Ukrainian: IPA Pronunciation of Petro Poroshenko

PHenry1026

Member
English, United States
Greetings,

Can someone provide an IPA pronunciation of the Ukrainian name Petro Poroshenko?

Please use only phonetic symbols from the English IPA phoneme set. Since I am looking for the best English approximation using English only phonetic symbols will suffice.


Percy
 
  • MPush

    New Member
    Ukraine - Russian & Ukrainian
    ...Can someone provide an IPA pronunciation of the Ukrainian name Petro Poroshenko?...
    Hi, Percy
    I don't have an IPA for you, but I have a video where the correct pronunciation can be heard.
    (scroll to 00:10)
    fakty.ictv.ua/ua/index/view-media/id/64227

    Misha
     

    PHenry1026

    Member
    English, United States
    Hi Misha,

    Thanks for your reply, however the link to the video you referenced is not working for me.

    P.S. Sorry my mistake; I was able to link to fakty.ictv.ua/ua/index/view-media/id/64227.
     
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    FairOaks

    Banned
    Bulgarian
    Without headphones on, I hear something very close to [pɛ̝trɔ̝ porɔ̝̈ʂɛnkɔ̝]. A catch-all transcription for Americans would be [pɛtɾɔ pɔɾɔʃɛŋkɔ] or [pɛtɾɔ pʊɾɔʃɛŋkɔ], where /ɔ/ stands for /ɔ~o/ — that means anything in-between, just don't lower it too much lest it becomes /ɒ/ (as in [kɒːt] = cot; caught, which sounds a bit like [kɑːt] = cart).
     
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    PHenry1026

    Member
    English, United States
    Greetings,

    I tested the three phonetic representations you provided and none of them seems close: You can test the pronunciations yourself at

    http://www.ivona.com/us/

    Choose an English voice (I recommend Joey) and enter

    <phoneme alphabet="ipa" ph="porɔ̝̈ʂɛnkɔ̝"></phoneme>

    the Press Play

    Percy
     

    FairOaks

    Banned
    Bulgarian
    Sure, if a semi-robotic, semi-zombie abortion of technology can't get it right, this proves the erroneousness of the transcription beyond any shadow of a doubt.
     

    PHenry1026

    Member
    English, United States
    Typical reaction from those who pollute the internet with these bad phonetic transcription believing that there is no way for people to check it.
     

    FairOaks

    Banned
    Bulgarian
    All right. Let me test something else. I'm Bulgarian, so I'm supposed to know how to pronounce one of the simplest Bulgarian words, «ходя» (I walk). I get the transcription from a dictionary, so you can't hold me responsible for any bad results. I click on the link provided by Your Worship, wait for the site to load, then choose the recommended automaton (i.e. Joey) and enter the following:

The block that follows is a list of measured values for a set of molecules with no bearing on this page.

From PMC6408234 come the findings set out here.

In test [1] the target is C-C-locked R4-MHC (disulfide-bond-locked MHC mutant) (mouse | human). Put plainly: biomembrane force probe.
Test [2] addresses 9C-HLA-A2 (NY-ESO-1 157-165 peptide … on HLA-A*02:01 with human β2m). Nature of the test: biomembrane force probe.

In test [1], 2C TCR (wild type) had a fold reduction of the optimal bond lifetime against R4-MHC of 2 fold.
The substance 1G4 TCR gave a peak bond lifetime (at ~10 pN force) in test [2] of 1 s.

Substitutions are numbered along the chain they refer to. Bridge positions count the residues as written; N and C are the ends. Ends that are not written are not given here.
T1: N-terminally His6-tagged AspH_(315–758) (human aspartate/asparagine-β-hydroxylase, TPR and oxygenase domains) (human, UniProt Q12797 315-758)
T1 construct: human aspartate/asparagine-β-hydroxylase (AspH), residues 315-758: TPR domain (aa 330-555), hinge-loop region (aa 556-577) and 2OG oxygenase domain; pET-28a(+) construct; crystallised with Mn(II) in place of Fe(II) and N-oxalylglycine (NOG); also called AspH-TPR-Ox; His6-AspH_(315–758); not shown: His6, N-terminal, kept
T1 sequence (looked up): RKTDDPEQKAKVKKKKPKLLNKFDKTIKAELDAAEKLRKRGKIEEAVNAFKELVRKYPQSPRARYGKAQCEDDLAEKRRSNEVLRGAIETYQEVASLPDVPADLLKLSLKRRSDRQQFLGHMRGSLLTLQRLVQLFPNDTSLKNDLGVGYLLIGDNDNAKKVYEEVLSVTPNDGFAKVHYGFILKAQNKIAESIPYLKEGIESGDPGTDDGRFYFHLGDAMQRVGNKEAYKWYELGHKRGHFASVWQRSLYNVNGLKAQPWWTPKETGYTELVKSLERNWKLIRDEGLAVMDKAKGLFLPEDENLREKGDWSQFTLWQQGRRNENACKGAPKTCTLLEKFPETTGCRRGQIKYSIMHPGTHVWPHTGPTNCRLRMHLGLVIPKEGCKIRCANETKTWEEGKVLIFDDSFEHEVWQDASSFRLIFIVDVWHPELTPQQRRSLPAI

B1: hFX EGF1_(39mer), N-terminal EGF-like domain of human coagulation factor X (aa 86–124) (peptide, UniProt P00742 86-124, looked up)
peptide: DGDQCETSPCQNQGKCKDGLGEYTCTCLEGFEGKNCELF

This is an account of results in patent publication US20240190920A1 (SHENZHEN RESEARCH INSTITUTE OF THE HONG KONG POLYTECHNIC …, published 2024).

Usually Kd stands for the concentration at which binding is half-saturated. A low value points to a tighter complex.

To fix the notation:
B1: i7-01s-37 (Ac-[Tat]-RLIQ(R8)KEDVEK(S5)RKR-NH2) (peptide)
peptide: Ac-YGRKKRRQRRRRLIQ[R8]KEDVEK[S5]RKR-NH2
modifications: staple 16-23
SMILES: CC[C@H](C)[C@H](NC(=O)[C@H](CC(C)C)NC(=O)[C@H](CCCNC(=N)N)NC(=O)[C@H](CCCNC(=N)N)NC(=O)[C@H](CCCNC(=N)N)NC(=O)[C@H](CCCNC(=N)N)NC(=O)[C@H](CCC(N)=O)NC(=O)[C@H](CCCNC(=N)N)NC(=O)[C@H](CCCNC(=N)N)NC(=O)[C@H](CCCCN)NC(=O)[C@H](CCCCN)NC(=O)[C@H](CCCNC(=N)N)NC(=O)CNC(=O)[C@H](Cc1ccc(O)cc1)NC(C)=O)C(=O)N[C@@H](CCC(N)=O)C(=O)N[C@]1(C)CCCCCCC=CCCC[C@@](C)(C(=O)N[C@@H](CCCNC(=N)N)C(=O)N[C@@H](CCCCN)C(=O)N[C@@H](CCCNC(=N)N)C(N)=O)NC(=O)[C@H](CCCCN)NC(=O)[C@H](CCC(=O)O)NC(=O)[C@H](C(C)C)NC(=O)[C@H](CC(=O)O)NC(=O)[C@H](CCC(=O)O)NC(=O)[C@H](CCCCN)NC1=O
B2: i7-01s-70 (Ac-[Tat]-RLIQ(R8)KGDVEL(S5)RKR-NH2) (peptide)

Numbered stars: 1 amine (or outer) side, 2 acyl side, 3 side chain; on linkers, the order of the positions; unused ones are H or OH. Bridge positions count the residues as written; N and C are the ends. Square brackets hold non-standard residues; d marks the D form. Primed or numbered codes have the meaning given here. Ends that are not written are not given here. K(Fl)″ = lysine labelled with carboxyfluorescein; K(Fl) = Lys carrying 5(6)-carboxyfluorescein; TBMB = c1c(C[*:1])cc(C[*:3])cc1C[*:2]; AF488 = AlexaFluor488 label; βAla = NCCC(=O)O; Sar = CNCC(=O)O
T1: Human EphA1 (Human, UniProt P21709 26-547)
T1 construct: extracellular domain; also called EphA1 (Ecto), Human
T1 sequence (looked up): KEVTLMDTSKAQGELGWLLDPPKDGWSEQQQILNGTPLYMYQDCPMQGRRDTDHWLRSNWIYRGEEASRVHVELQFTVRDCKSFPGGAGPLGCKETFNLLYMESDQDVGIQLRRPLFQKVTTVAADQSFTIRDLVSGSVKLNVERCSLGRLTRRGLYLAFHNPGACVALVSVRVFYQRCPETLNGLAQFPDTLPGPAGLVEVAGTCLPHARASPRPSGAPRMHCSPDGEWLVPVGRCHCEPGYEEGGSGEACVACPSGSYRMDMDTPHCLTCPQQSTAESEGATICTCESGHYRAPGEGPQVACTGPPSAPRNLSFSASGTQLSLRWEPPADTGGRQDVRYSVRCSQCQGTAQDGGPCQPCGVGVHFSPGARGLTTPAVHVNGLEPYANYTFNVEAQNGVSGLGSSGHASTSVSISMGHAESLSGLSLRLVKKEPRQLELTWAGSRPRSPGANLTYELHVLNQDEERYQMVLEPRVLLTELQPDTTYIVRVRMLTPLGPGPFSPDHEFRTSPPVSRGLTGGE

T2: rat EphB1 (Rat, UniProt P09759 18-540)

<phoneme alphabet="ipa" ph="ˈxɔdʲə"></phoneme>
    I do press Play and hear something which is closer to the English word "harder" than to «ходя». Do you reckon I should take Joey's class?
     

    PHenry1026

    Member
    English, United States
    I do not know what you are trying to prove with this example but since the phoneme /x/ can either have an h or k sound, Ivona English voices choose the use the h sound (as is Spanish) for /x/. If your intention was to get a k sound for /x/ you have to use k.

    Second, everyone knows that English has a very limited phoneme set compared to most other languages, so when testing out a word from Bulgarian, it might be smart to test it with a voice that is closer to Bulgarian than English.
     

    FairOaks

    Banned
    Bulgarian
    1) The consonant is the least of your problems. The crucial mistake in this particular case is Joey's inability to yield an /o/-quality vowel.
    2) The English language has quite a rich phonology (at the expense of its freakishly poor grammar).
    3) Well, you're the expert in the field of CompuMumble. Why didn't you choose an automaton that's closer to Slavic languages yourself?
     

    PHenry1026

    Member
    English, United States
    Was it your intention to get a k sound from /x/?

    It did not choose a language closer to a Slavic language because I am trying to get an English phonetic transcription. If you read carefully my first post, I made this very clear.
     

    FairOaks

    Banned
    Bulgarian
    No, that was not my intention and I heard no K's. Happy?
    What do you mean by "English phonetic transcription"? The way you vulgarise every other Slavic word (for instance, the name "Ivan" you pronounce as eye-van)? Or, perhaps, the closest pronunciation one can achieve without any phonemes foreign to English? Do vowel length and prosody count? And, by the by, if you had any notion of how the IPA works, you would've understood how the word is pronounced in Ukrainian and how to adapt it to English in accordance with the desired style (take into account the fact that some English speakers try to be faithful to the original pronunciation, esp. if the foreign word is French, Italian or something of that sort; whilst others can't be bothered, so they basically blabber out whatever trips off their tongues most easily).
     

    PHenry1026

    Member
    English, United States
    Your points are well taken; I think I am very respectful of trying to get the right pronunciations of foreign names and that is why I posted here.